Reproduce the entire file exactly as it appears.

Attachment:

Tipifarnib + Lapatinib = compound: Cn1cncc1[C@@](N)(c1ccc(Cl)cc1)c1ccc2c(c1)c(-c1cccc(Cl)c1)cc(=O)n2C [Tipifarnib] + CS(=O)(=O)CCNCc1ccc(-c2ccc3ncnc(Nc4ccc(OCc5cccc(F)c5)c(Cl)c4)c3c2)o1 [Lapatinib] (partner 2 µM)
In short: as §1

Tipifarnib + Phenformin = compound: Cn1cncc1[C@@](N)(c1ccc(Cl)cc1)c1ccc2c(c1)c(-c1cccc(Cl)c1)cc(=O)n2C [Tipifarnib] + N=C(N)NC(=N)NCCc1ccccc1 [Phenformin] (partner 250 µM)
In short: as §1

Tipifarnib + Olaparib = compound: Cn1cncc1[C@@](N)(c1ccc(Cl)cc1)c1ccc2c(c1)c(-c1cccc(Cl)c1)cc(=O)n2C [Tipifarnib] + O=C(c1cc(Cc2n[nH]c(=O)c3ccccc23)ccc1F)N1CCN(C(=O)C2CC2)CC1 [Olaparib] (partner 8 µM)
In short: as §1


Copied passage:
Tipifarnib + Lapatinib = compound: Cn1cncc1[C@@](N)(c1ccc(Cl)cc1)c1ccc2c(c1)c(-c1cccc(Cl)c1)cc(=O)n2C [Tipifarnib] + CS(=O)(=O)CCNCc1ccc(-c2ccc3ncnc(Nc4ccc(OCc5cccc(F)c5)c(Cl)c4)c3c2)o1 [Lapatinib] (partner 2 µM)
In short: as §1

Tipifarnib + Phenformin = compound: Cn1cncc1[C@@](N)(c1ccc(Cl)cc1)c1ccc2c(c1)c(-c1cccc(Cl)c1)cc(=O)n2C [Tipifarnib] + N=C(N)NC(=N)NCCc1ccccc1 [Phenformin] (partner 250 µM)
In short: as §1

Tipifarnib + Olaparib = compound: Cn1cncc1[C@@](N)(c1ccc(Cl)cc1)c1ccc2c(c1)c(-c1cccc(Cl)c1)cc(=O)n2C [Tipifarnib] + O=C(c1cc(Cc2n[nH]c(=O)c3ccccc23)ccc1F)N1CCN(C(=O)C2CC2)CC1 [Olaparib] (partner 8 µM)
In short: as §1